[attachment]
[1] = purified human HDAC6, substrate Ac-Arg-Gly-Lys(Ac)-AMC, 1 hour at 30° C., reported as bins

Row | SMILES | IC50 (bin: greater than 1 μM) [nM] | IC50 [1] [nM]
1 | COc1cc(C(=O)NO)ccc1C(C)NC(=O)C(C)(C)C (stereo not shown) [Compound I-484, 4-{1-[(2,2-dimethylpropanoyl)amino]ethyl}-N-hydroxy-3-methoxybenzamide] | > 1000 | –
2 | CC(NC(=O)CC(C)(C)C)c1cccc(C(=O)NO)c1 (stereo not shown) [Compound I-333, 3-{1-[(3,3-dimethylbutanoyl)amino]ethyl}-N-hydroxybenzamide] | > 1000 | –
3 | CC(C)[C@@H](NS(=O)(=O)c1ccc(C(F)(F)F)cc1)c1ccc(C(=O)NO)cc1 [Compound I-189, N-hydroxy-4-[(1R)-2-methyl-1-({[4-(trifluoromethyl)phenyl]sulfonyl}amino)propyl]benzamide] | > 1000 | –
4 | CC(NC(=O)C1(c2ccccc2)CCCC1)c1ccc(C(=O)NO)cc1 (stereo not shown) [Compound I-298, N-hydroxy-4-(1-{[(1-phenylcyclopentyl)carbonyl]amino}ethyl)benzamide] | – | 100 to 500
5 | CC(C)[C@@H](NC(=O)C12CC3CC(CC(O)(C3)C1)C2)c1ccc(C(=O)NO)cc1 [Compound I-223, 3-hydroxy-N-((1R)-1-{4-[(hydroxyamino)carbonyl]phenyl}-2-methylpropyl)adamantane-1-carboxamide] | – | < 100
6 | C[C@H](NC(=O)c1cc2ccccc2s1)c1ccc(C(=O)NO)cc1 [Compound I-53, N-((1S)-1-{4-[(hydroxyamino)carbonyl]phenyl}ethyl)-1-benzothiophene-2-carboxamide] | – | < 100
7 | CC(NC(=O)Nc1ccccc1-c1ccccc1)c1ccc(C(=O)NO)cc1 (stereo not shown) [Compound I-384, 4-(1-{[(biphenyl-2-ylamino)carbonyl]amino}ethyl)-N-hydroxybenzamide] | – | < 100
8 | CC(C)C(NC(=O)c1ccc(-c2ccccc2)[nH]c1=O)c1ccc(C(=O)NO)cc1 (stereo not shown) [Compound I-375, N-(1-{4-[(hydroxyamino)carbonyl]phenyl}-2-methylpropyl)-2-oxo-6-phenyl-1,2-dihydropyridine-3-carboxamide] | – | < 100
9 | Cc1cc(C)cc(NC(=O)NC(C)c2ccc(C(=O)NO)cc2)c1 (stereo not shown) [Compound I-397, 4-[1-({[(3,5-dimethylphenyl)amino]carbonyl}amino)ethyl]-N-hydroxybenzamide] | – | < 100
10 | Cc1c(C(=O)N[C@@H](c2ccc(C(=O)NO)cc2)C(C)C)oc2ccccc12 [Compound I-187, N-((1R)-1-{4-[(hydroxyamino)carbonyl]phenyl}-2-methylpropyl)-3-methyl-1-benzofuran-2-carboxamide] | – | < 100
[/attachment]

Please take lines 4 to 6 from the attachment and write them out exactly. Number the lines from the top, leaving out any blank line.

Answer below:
2 | CC(NC(=O)CC(C)(C)C)c1cccc(C(=O)NO)c1 (stereo not shown) [Compound I-333, 3-{1-[(3,3-dimethylbutanoyl)amino]ethyl}-N-hydroxybenzamide] | > 1000 | –
3 | CC(C)[C@@H](NS(=O)(=O)c1ccc(C(F)(F)F)cc1)c1ccc(C(=O)NO)cc1 [Compound I-189, N-hydroxy-4-[(1R)-2-methyl-1-({[4-(trifluoromethyl)phenyl]sulfonyl}amino)propyl]benzamide] | > 1000 | –
4 | CC(NC(=O)C1(c2ccccc2)CCCC1)c1ccc(C(=O)NO)cc1 (stereo not shown) [Compound I-298, N-hydroxy-4-(1-{[(1-phenylcyclopentyl)carbonyl]amino}ethyl)benzamide] | – | 100 to 500